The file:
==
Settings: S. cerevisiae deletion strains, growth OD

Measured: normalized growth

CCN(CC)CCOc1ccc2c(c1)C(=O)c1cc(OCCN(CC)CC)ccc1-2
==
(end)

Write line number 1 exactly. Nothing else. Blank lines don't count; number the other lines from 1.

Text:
Settings: S. cerevisiae deletion strains, growth OD